In recent weeks, the Securities and Exchange Commission (SEC) has devoted considerable attention to environmental, social and governance, or ESG, matters. It has requested public comment on climate disclosure proposals, appointed a senior policy advisor for climate and ESG, and announced that its 2021 examination priorities will include climate-related risks. Taken together, these developments indicate the SEC may be poised to mandate ESG-related disclosures. A recent post on this blog discussed the SEC’s interest in climate disclosures.
In a new article, “The New Separation of Ownership and Control: Institutional Investors and ESG,” forthcoming in the Columbia Business Law … Read more
Recently, workers at Amazon dealt what has been called a “decisive” and “crushing” blow to organized labor, with their proposed union receiving less than 30 percent of the votes cast, according to the federal vote counters overseeing the election. While union officials complain that Amazon cheated by campaigning too hard against the organizing effort, a close look at the election indicates that the better argument is that Amazon workers acted rationally.
The most likely explanation for the union’s drubbing was that Amazon workers had an informed and healthy concern that becoming unionized would make them worse off. This … Read more
Over the last few years, the #MeToo and #BlackLivesMatter movements have facilitated a deeper understanding of racial and gender inequality and have, generally speaking, begun to create tangible changes within American life. At the same time, corporations have begun to reflect on what role they play within the larger community. Academic conversations over the past year have dedicated time and thought to the role of the corporation as it relates to race and gender. One question deserving more time and attention, however, is the historical context in which the foundational debates on the appropriate role and purpose of the corporation, … Read more
Hedge fund activism is a topic on which most law professors have closed their minds. They learned in student days that activist hedge funds are excellent agents of change that efficiently discipline managements at targeted firms and increase shareholder wealth. Maybe that generally happens, but we cannot stop there.
Even if activism increases shareholder wealth, that still leaves open the question of where these wealth increases come from. The standard view is that activists increase firm productivity, force the “deconglomeratization” of stagnant firms, and expose others to efficient takeovers. Of course, that does happen — sometimes. But the rival view … Read more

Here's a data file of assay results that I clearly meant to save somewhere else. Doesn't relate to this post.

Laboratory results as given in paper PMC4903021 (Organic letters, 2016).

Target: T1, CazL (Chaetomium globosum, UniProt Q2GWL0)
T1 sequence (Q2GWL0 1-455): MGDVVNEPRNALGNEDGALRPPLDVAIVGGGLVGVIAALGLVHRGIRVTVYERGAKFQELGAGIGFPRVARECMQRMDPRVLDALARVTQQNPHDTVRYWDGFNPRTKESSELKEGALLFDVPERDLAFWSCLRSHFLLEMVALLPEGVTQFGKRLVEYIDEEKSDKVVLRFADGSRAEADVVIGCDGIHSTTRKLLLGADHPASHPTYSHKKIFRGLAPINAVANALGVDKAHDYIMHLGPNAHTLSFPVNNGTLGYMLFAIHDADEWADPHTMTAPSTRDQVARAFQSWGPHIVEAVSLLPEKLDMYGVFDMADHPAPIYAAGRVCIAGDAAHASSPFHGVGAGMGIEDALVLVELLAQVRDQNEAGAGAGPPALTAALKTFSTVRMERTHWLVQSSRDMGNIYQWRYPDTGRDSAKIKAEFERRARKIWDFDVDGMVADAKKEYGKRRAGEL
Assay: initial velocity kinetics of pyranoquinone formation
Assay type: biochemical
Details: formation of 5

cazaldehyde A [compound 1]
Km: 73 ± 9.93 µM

In a new article, I argue that standardized, credible, publicly available ESG information will enable corporations’ stakeholders and potential stakeholders to repurpose their corporations. By “repurpose,” I mean control the corporation and redirect its employees’ efforts to corporate social responsibility (CSR).
Repurposing’s mechanism will be the competitive markets in which the corporations acquire their resources from potential stakeholders. Potential stakeholders – persons considering becoming or remaining customers, employees, suppliers, investors, or host communities – will, by their decisions, confer benefits on the corporations they choose (ESG Benefit). Most will exercise their discretion to confer ESG Benefit in accord with CSR … Read more
Investors are flocking to companies with good environmental, social, and governance (ESG) scores and are threatening to shun companies with poor ones. For many investors, ESG scores are critical to a company’s long-term profitability, not to mention its impact on people and the planet. But there is good reason for skepticism about the trustworthiness of the underlying metrics. For example, there is little correlation among the scores that different ESG ratings services assign to the same companies.
This situation is not inevitable. Despite their huge differences, the practices developed in financial reporting over many decades can contribute to the emerging … Read more
In a new article, I build upon the paradox of ownership. My central thesis is that those who own are not always in control; therefore, those who control should be held accountable like the owners would if they were in control.